Fight choreography is at the heart of “True Legend,” the latest film from Chinese director Yuen Woo Ping, whose earlier credits include the “Matrix” trilogy, “Kill Bill” Volumes I and II,” “Crouching Tiger, Hidden Dragon” and “Hero.”

“Legend,” featuring David Carradine in one of his last roles, stars Vincent Zhao, Zhou Xun, Andy On, Guo Xiaodong, Jay Chou, Michelle Yeoh, Gordon Liu and Cung Le. It opened in New York and Los Angeles on May 13. A national release will follow.

Described as a “a heart-pounding epic about the timeless battle between good and evil,” the film centers on Su Can (Zhao), whose respectable life is obliterated when his vengeful brother, Yuan (On), returns from war armed with deadly Five Venom Fists.

Weakened but not destroyed, Su Can learns a never-before-seen form of martial arts: the Drunken Fist. Armed with this new power, he returns home to honor his family through retribution by taking on his brother in a battle to become the ultimate warrior.

Variety interviewed Yuen Woo Ping:

Peter Caranicas: Was the film shot entirely in China?

Yuen Woo Ping: Yes, in China, where the story happens. The filming took five months.

PC: Where did you shoot the interiors?

YWP: At the sound stages of China Film Group in Beijing because of its quality equipment and infrastructure.

PC: What about the exteriors? How did you pick the locations?

YWP: We spend about four months scouting possible locations across the country. These included Yellow Mountain, Hukou Waterfall of the Yellow River and especially the traditional Anhui hui-style residences. I prefer to shoot their original structure rather than building it in sound stages, which may look fake.

PC: Did you use visual effects to enhance it the spectacular nature shots?

YWP: For almost all locations, we captured their magnificent natural look. Once, when I wanted the cloud-flowing look for one mountainous scene, we waited, just like in the old days. And for one Michelle’s exterior scenes, we went for some vfx assistance to achieve the season-changing effect.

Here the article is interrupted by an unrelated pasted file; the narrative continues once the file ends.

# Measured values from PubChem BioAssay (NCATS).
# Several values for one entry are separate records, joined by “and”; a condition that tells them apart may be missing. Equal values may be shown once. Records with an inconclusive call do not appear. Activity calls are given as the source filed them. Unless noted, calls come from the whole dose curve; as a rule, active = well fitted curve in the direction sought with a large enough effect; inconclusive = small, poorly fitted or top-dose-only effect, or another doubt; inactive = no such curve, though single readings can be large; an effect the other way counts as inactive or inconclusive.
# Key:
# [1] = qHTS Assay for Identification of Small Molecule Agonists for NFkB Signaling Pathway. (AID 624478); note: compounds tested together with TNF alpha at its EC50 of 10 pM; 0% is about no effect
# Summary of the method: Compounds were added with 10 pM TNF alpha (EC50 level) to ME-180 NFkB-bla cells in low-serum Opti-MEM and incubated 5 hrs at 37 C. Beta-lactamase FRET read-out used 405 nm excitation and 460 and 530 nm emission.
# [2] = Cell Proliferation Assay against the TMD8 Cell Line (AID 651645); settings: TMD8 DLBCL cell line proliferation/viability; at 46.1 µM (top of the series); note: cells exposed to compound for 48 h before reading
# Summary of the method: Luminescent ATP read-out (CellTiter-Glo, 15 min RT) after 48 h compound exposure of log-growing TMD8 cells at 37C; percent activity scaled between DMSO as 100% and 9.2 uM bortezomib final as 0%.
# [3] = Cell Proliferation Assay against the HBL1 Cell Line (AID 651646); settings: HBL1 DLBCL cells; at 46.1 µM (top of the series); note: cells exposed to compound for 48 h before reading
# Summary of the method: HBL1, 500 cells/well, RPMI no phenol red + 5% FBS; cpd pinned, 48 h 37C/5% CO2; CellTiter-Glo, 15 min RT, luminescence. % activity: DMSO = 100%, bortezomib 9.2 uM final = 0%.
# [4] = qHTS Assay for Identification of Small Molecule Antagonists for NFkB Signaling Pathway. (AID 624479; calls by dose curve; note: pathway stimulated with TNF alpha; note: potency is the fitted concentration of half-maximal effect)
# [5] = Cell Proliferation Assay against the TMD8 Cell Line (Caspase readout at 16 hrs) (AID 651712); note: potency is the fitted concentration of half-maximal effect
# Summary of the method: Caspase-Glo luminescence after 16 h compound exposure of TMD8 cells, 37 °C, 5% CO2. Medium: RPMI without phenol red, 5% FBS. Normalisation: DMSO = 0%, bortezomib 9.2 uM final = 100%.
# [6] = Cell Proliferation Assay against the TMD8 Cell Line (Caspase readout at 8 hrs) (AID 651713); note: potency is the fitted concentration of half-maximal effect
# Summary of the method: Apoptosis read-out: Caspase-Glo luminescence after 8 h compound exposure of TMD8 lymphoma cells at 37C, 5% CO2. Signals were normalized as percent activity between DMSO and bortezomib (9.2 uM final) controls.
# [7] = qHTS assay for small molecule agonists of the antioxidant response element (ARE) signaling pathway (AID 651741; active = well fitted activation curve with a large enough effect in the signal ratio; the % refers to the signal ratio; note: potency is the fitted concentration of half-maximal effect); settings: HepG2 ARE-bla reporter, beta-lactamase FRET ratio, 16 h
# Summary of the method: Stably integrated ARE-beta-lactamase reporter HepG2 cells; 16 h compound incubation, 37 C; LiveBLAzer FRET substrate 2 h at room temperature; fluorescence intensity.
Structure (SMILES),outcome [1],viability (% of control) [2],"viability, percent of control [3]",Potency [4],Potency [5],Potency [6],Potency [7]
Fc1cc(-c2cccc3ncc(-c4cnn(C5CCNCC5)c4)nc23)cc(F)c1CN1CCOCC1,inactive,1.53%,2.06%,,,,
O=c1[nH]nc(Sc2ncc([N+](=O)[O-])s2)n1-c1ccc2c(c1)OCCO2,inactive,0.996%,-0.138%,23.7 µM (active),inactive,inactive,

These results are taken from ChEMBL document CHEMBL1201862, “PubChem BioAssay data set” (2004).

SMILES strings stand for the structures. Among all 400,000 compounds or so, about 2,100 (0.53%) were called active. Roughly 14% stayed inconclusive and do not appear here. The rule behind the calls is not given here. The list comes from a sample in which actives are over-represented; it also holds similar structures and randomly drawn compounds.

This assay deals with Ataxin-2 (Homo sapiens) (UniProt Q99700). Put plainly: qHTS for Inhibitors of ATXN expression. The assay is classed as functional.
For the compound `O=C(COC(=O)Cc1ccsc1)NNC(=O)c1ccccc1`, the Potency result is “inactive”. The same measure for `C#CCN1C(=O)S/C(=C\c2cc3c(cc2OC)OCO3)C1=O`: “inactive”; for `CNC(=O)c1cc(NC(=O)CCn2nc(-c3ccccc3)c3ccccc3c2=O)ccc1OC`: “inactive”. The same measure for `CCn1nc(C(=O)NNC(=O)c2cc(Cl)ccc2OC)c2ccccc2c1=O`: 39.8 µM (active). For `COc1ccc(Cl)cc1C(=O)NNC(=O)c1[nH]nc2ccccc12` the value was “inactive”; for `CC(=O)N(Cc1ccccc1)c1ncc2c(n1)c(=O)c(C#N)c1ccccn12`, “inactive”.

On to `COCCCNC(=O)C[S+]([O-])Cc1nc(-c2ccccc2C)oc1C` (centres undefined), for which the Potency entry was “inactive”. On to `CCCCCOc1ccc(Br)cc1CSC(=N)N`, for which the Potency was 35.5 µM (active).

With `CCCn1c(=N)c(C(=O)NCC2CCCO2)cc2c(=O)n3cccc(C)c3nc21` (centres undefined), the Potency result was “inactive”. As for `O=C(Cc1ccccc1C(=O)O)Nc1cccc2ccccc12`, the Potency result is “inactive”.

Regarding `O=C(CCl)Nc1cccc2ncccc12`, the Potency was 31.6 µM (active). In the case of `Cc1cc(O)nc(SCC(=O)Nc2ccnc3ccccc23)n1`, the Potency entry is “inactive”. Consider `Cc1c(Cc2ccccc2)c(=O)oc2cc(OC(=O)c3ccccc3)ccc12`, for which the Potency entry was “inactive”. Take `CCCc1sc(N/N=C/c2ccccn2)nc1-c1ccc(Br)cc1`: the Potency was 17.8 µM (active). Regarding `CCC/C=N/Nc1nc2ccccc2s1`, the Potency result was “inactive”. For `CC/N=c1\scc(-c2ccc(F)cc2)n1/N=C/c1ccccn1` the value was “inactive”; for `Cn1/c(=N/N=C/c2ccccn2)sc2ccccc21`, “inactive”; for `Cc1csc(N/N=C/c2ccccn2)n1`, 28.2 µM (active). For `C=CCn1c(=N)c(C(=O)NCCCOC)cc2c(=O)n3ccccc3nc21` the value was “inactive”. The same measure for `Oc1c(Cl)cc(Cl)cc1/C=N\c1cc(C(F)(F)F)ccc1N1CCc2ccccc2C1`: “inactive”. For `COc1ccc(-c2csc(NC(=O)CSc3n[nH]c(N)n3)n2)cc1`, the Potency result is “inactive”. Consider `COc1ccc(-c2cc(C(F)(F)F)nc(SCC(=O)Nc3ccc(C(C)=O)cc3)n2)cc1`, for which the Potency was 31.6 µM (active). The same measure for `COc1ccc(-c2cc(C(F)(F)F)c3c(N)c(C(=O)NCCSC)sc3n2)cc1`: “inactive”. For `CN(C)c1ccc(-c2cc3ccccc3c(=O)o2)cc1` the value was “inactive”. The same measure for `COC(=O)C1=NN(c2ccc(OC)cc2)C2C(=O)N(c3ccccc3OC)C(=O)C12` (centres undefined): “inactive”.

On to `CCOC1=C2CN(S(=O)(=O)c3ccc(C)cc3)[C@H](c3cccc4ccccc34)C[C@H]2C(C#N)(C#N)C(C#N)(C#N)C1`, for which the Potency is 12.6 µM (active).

PC: What was the most challenging aspect of this shoot?

YWP: The fight between Vincent and Andy at the Hukou Waterfall. The safety issue for that scene was the biggest challenge of the whole movie. The landscape looks magnificent but are very dangerous; there was no chance for us to make any mistakes. We meticulously planned out the whole choreography and tested and rehearsed it for many times before rolling the camera. We also double-wired our talent just to make sure they were completely safe. This fighting sequence took us 15 working days to complete.

PC: Did you shoot on film or digitally?

YWP: Practically all on film.

PC: During the years that you have done fight choreography, how has technology advanced your art?

YWP: Technology has helped my martial art choreography greatly. For example, the use of the high-speed Phantom camera in True Legend helps to enhance and bring out the details of each action and movement. An older example may be the use of the virtual camera and the bullet-time effect in “The Matrix.” I feel I’m still old-fashioned, so whenever I can, I prefer to shoot kung-fu scenes for real. Yet at the same time, special effect and visual effects can definitely enhance, and help the portrayal of kung fu and the power it involves. And in a digital world, actors can do some movements that are impossible to do in real life.